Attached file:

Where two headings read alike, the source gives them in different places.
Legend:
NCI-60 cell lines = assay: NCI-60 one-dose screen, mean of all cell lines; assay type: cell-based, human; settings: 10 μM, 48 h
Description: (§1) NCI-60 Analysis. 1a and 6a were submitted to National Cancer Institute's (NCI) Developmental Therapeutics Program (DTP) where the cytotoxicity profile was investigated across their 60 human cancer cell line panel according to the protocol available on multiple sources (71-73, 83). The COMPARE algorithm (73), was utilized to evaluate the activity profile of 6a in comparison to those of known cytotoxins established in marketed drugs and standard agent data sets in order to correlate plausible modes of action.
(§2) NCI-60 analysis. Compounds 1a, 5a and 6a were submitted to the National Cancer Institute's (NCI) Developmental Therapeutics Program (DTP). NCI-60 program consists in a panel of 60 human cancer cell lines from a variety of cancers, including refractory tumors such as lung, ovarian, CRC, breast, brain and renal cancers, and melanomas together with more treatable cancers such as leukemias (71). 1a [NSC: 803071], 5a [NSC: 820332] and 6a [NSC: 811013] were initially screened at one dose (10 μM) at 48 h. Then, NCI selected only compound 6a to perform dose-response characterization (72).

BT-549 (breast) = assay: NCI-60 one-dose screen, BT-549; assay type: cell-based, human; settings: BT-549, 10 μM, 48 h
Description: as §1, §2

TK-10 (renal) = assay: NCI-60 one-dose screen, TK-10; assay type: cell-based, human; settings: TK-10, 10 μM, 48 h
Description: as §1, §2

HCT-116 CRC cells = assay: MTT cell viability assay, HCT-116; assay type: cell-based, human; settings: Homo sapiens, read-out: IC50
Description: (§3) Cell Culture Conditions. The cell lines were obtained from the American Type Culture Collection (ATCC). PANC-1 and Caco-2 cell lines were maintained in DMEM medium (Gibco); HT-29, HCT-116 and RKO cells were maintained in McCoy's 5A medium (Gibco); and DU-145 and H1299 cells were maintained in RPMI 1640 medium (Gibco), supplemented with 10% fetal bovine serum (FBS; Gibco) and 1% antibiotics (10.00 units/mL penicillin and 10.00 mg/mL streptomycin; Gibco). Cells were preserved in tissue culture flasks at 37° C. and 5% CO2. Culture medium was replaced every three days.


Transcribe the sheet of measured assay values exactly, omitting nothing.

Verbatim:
Where two headings read alike, the source gives them in different places.
Legend:
NCI-60 cell lines = assay: NCI-60 one-dose screen, mean of all cell lines; assay type: cell-based, human; settings: 10 μM, 48 h
Description: (§1) NCI-60 Analysis. 1a and 6a were submitted to National Cancer Institute's (NCI) Developmental Therapeutics Program (DTP) where the cytotoxicity profile was investigated across their 60 human cancer cell line panel according to the protocol available on multiple sources (71-73, 83). The COMPARE algorithm (73), was utilized to evaluate the activity profile of 6a in comparison to those of known cytotoxins established in marketed drugs and standard agent data sets in order to correlate plausible modes of action.
(§2) NCI-60 analysis. Compounds 1a, 5a and 6a were submitted to the National Cancer Institute's (NCI) Developmental Therapeutics Program (DTP). NCI-60 program consists in a panel of 60 human cancer cell lines from a variety of cancers, including refractory tumors such as lung, ovarian, CRC, breast, brain and renal cancers, and melanomas together with more treatable cancers such as leukemias (71). 1a [NSC: 803071], 5a [NSC: 820332] and 6a [NSC: 811013] were initially screened at one dose (10 μM) at 48 h. Then, NCI selected only compound 6a to perform dose-response characterization (72).

BT-549 (breast) = assay: NCI-60 one-dose screen, BT-549; assay type: cell-based, human; settings: BT-549, 10 μM, 48 h
Description: as §1, §2

TK-10 (renal) = assay: NCI-60 one-dose screen, TK-10; assay type: cell-based, human; settings: TK-10, 10 μM, 48 h
Description: as §1, §2

HCT-116 CRC cells = assay: MTT cell viability assay, HCT-116; assay type: cell-based, human; settings: Homo sapiens, read-out: IC50
Description: (§3) Cell Culture Conditions. The cell lines were obtained from the American Type Culture Collection (ATCC). PANC-1 and Caco-2 cell lines were maintained in DMEM medium (Gibco); HT-29, HCT-116 and RKO cells were maintained in McCoy's 5A medium (Gibco); and DU-145 and H1299 cells were maintained in RPMI 1640 medium (Gibco), supplemented with 10% fetal bovine serum (FBS; Gibco) and 1% antibiotics (10.00 units/mL penicillin and 10.00 mg/mL streptomycin; Gibco). Cells were preserved in tissue culture flasks at 37° C. and 5% CO2. Culture medium was replaced every three days.